The East Feliciana coroner’s race was set to be a contest between two non-doctors, but that changed when a pathologist relocated from Texas and entered the fray on the last day of qualifying earlier this month.

Now, the incumbent and one of her opponents, a shopkeeper and former lawman who once worked alongside a coroner, must appear in court Monday to face a move by the parish district attorney to boot them off the ballot, refund their filing fees and install newcomer Fredrick Michael Cramer, 64, as coroner.

The latest hurdle in the election of a coroner in East Feliciana Parish pits two locals without physician credentials against a pathologist perceived by some as an outsider. Just this month, Cramer registered to vote in the parish and obtained a state driver’s license, according to the registrar of voters and court documents.

The conflict also highlights the sometimes curious path to becoming a parish’s top medical authority, an elected position that commands the power to investigate deaths, sexual assaults and commit mentally ill people against their will. While medical expertise isn’t required to serve as coroner, a physician trumps non-doctor candidates in a race, which means Cramer should prevail if he withstands a pending residency challenge.

Laura DeJohn, 48 — the current coroner who won the job last year after the death of her husband, a doctor who’d served as the parish coroner for 23 years — and Joe Howell, 66, a retired sheriff’s deputy who’s served as an EMT and physician’s assistant and now owns a general store, say they question how long their competitor Cramer has lived in East Feliciana Parish. By law, coroners must either be a resident or maintain a full-time medical practice in the parish they serve.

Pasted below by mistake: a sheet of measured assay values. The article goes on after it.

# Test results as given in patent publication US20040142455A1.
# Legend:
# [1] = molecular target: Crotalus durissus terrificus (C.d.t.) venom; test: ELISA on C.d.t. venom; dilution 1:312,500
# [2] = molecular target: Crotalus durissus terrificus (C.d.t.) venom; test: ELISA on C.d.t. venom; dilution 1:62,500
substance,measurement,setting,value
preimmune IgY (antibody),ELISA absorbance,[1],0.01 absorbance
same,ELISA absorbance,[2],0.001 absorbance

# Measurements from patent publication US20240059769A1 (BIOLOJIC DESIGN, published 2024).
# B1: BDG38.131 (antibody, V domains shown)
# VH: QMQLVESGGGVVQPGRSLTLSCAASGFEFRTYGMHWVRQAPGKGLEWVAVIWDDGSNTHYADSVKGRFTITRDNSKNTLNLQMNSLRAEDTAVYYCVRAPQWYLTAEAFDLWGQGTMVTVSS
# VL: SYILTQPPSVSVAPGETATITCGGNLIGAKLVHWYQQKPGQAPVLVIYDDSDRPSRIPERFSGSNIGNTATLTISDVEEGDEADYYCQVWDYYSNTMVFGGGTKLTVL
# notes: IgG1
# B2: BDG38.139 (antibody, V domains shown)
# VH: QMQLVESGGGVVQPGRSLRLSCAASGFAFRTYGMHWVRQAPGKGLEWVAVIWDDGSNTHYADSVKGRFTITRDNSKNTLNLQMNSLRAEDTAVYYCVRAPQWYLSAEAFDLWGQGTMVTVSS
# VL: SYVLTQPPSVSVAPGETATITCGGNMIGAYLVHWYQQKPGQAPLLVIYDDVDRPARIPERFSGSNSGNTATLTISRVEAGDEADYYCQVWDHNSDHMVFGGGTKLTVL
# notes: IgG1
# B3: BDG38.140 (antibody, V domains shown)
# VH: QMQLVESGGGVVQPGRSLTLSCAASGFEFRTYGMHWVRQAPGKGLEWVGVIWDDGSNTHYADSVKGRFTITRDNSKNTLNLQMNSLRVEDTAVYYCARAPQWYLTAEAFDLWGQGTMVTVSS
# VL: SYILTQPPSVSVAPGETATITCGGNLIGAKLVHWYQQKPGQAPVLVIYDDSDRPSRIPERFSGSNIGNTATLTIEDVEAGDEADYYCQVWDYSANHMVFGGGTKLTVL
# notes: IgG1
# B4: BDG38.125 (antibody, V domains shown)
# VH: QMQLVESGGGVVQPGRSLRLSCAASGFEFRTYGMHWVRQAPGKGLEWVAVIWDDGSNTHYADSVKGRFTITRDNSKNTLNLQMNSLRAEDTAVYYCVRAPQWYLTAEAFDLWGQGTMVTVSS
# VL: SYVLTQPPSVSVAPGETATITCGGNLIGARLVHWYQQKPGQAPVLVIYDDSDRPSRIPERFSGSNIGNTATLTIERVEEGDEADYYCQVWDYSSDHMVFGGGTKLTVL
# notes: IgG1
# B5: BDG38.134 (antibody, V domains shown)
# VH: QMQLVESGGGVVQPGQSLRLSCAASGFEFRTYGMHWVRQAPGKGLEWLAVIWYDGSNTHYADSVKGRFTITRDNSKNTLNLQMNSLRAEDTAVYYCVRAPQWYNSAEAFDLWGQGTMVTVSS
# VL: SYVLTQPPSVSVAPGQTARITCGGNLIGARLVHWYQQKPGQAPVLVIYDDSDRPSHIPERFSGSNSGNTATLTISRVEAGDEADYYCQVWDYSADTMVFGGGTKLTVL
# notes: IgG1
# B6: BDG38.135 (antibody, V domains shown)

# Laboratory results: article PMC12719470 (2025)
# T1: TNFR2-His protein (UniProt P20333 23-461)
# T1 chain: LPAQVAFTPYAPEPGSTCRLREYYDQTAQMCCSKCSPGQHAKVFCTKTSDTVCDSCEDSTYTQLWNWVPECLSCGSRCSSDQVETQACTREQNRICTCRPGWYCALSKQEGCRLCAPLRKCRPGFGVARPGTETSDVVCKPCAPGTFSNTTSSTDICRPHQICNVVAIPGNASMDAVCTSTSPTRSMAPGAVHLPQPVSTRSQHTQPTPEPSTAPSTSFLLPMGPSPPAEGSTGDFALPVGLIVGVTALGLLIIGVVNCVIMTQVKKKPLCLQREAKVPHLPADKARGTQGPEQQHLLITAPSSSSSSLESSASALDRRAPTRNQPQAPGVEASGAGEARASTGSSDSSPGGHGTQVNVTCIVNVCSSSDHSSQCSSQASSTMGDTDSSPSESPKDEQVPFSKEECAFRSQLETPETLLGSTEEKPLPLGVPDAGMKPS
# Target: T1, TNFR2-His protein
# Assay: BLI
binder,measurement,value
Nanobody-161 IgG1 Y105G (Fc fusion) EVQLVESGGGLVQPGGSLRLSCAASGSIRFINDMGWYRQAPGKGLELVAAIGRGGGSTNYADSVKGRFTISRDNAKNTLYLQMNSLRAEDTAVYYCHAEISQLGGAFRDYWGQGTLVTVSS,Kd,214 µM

“That ain’t right: You gonna come in and just steal an election from people, you know, because you’re a doctor and they’re not or whatever. People have been doing the job, doing a good job,” said Clint Beauchamp, a 46-year-old cowboy who filed a motion Thursday alleging Cramer is still a Texas resident and should be disqualified from the coroner’s race.

Beauchamp said he would rather a longtime resident who isn’t a physician as coroner than someone he sees as an opportunistic doctor.

“A local person knows the people up here, and if something happens you know who to call,” he said. “I know every doctor in the parish. I’ve never heard of this guy. He’s not from here. This I know.”

There are few public details available about Cramer, who’s worked as a roving pathologist in the Baton Rouge metro area, performing autopsies for a number of parishes, including East Feliciana Parish. He has also practiced in other states, including Arizona and Texas, according to public records, while his active license with the Louisiana State Board of Medical Examiners lists a Houston address.

Reached by phone, Cramer said he’s “a private, confidential person” who didn’t want to answer questions even as he runs for public office.

“I don’t have time for this. I have bodies to cut,” he said.

Yancy Guerin, the chief investigator for the West Baton Rouge Parish Coroner’s Office, said Cramer “is a very good forensic pathologist.” He performs autopsies on a contract basis for that office, Guerin said.

“He’s done an excellent job and he’s been very dependable,” he said.